Hong Kong has always been short of building land. When Britain came on the scene in the 1840s the rocky Hong Kong Island was considered to be rather unsuited for habitation. With flat land in such short supply a whole new 'island' was needed to be reclaimed in order to build Hong Kong International Airport at Chek Lap Kok off Lantau island. Land prices continue to be very high and so an ambitious scheme to build a new island for new housing has been proposed. Priced at HK$624bn ($80bn) it will create about 2,500 acres [1,012 hectares] of land to the south-east of Lantau island. Around 250,000 new flats would be built on the new land. Environmentalists are concerned about the effect on wildlife and would prefer the development to be on brown field sites within the existing city. Critics also point out the the former colony's population is due to drop in the next 50 years reducing the demand for new housing. The new island will be close to the newly opened sea bridge over the Pearl River estuary to mainland China.
Here are the last few news updates about our web site. For older entries please visit our site news section.
Thu 18th Apr
If you visit China you will see many inscribed stones that are called 'steles'. They stand outside famous buildings, on sacred mountains, in graveyards and in their hundreds within museums. We have provided a rough overview of whats sorts of stele you may come across in China and some of the most famous ones.
We use a consistent style for links within Chinasage. An internal link taking you to another page within our site is shown like this while a link to a page on any other web site is shown like this ➚.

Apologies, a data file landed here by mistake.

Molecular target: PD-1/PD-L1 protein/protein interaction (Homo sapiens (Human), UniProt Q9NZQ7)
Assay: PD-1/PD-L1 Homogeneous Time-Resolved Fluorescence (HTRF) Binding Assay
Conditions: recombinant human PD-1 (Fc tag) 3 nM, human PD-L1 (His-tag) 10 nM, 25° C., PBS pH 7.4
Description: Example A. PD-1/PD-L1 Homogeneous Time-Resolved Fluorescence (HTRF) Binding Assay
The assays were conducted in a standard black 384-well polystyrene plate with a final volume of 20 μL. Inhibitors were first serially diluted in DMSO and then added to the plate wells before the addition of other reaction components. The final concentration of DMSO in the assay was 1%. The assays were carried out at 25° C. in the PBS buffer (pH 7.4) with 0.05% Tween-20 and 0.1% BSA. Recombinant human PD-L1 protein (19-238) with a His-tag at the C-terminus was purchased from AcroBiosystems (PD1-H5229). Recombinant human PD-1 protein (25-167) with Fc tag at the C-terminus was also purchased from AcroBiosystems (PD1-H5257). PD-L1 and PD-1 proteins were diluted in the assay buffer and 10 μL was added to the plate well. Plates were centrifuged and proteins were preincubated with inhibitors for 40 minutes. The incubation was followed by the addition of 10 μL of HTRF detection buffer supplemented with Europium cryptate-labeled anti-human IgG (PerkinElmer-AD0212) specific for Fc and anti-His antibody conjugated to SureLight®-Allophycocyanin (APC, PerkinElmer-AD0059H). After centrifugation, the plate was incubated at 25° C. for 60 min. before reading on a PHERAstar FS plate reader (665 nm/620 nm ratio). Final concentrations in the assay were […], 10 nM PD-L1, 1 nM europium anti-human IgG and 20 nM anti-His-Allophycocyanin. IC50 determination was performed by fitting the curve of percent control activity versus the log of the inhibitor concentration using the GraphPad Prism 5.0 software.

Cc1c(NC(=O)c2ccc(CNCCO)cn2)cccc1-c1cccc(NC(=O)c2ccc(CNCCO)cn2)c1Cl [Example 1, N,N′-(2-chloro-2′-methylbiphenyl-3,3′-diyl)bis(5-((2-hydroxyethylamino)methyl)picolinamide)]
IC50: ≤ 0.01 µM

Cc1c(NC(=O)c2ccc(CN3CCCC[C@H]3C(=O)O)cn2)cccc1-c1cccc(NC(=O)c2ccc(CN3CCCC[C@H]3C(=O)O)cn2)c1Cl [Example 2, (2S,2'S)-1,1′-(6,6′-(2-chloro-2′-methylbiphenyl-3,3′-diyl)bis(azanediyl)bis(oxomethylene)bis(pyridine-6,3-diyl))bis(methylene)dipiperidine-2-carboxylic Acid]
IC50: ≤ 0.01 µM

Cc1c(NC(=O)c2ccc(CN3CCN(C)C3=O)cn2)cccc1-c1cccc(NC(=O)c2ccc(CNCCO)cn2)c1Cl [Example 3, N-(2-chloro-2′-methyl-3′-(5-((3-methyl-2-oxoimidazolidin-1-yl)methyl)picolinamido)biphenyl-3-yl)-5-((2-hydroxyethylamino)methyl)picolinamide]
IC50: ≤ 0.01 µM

We use Chinese characters wherever appropriate. Most browsers should display both the characters and the pinyin correctly. We highlight any use of the older Wade Giles system. Except where stated all characters are the modern simplified form used in the People's Republic rather than the traditional ones (pre-1970s). To help you learn Chinese characters many of the very common characters are highlighted thus: 中 hovering the mouse over the character pops up a box showing further information about the character.
Dates are given using the BCE/CE ➚ (Before Common Era and in Common Era) year convention rather than BC/AD. If a date is not followed by BCE or CE it should be taken as CE.
All the text on the Chinasage web site is our own, we do not copy and paste from other web sites. We research each topic from a number of separate sources. The only exception to this are quotations and image credits. All text is our copyright and can not be used/copied without our permission. We are independent of any other company or government, the opinions expressed are our own. We do not receive funding from any external agency or organization.
Teacup Media (China History Podcast)
We are delighted to be able to promote links to Laszlo Montgomery's excellent Teacup Media ➚ series created over the last six years. Lazlo Montgomery ➚ has in depth knowledge of building commercial contacts with China over 25 years. This set of 200 podcasts totals 100 hours of audio commentary which covers every conceivable topic in Chinese history. Highly recommended.
Feel free to contact Chinasage to point out any errors, omissions or suggestions on how to improve this web site.